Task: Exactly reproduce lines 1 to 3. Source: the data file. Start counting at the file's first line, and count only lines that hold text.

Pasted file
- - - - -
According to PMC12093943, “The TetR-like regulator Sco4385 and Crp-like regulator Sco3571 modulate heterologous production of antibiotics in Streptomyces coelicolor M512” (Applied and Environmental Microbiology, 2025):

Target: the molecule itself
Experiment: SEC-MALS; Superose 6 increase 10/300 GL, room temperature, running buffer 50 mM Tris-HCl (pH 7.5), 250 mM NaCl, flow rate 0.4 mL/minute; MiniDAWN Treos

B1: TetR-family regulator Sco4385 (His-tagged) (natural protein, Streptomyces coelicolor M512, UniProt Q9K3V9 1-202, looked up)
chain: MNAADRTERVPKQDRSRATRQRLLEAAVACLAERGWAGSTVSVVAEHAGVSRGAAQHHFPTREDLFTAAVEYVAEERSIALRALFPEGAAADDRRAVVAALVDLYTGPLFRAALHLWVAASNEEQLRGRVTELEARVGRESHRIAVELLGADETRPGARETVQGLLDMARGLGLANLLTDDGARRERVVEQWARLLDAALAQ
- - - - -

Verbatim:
According to PMC12093943, “The TetR-like regulator Sco4385 and Crp-like regulator Sco3571 modulate heterologous production of antibiotics in Streptomyces coelicolor M512” (Applied and Environmental Microbiology, 2025):

Target: the molecule itself
Experiment: SEC-MALS; Superose 6 increase 10/300 GL, room temperature, running buffer 50 mM Tris-HCl (pH 7.5), 250 mM NaCl, flow rate 0.4 mL/minute; MiniDAWN Treos